I’ve been blogging for over ten years and one of the results is that I have a nice little collection of family stories. I had been copy/pasting them into a Scrivener project and taking advantage of its easy reorganization features to use those stories for small family history projects. Recently I’ve been using Byword [Mac – $11.99, iOS – $2.99 plus $2.99 per platform to add publishing capabilities] as my blog editor. I can post from Byword to just about any blog platform and work from just about anywhere.
Since both Byword and Scrivener support Markdown, it recently dawned on me that I should put Scrivener into the center of my blogging workflow. Once I thought about it, the advantages became quite obvious:
- I can pull research notes and ephemera into Scrivener where they would be easy to reference while I’m writing.
- I can write in Markdown. I like this for several reasons. First, it allows me to add basic formatting, hyperlinks and even images to my text without taking my fingers off the keyboard. That may sound a little strange these days, but for an old touch-typist like me it means I don’t break my typing rhythm – or train of thought – just to add a link or some formatting. As any old WordStar typist (a popular word-processing app from the ’80s and ’90s) knows, it makes a difference.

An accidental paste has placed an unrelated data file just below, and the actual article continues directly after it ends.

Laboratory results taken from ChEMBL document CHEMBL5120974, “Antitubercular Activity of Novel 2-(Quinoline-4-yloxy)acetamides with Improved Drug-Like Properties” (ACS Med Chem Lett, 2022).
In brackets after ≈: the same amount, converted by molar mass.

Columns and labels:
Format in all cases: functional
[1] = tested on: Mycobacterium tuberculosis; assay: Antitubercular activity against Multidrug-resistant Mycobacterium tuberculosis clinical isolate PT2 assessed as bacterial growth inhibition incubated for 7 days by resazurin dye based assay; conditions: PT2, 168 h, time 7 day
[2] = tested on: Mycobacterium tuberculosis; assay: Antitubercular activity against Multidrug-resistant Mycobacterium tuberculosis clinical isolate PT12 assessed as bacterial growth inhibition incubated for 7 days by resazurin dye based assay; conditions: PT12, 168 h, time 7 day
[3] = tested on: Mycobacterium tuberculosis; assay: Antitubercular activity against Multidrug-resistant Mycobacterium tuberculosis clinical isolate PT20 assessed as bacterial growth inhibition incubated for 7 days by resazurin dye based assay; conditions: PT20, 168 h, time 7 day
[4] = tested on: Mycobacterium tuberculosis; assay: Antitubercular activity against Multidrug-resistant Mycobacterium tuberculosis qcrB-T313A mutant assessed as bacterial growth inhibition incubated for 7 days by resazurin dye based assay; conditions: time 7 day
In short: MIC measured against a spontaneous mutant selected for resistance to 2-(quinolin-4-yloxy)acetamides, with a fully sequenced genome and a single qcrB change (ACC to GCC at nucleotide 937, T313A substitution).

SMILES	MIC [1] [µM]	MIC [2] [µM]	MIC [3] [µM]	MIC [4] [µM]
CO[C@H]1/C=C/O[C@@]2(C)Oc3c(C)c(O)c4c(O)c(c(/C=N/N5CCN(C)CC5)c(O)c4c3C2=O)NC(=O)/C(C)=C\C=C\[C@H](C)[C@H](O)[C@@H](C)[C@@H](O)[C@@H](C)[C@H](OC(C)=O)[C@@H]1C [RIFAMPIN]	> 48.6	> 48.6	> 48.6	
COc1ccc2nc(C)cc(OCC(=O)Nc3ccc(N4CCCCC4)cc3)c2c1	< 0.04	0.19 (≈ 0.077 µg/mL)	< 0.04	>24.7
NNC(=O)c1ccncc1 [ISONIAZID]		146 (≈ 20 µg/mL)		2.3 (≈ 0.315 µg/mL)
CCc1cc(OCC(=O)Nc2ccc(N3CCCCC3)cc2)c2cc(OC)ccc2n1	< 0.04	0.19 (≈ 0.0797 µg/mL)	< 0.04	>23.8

- Because Scrivener syncs with Byword, I can work on my stories just about anywhere and then publish to any of my blogs with just a few keystrokes using Byword’s publishing feature. Even if I begin a story on Byword, as long as I save it into the appropriate project folder in Dropbox, it will be synched back to Scrivener the next time I open the app.
- The stories in my Scrivener project continue to grow and at any time I can reorganize my story collection and export selected stories for publishing projects.
Thanks to Scrivener and Byword, I can spend my time researching and writing stories and let my tools handle the posting, organizing and saving chores. The result is a family history collection that continues to grow. Now, when inspiration or family events suggest a publishing project, I have those stories in Scrivener just waiting to be selected, exported and published to meet that project’s goal.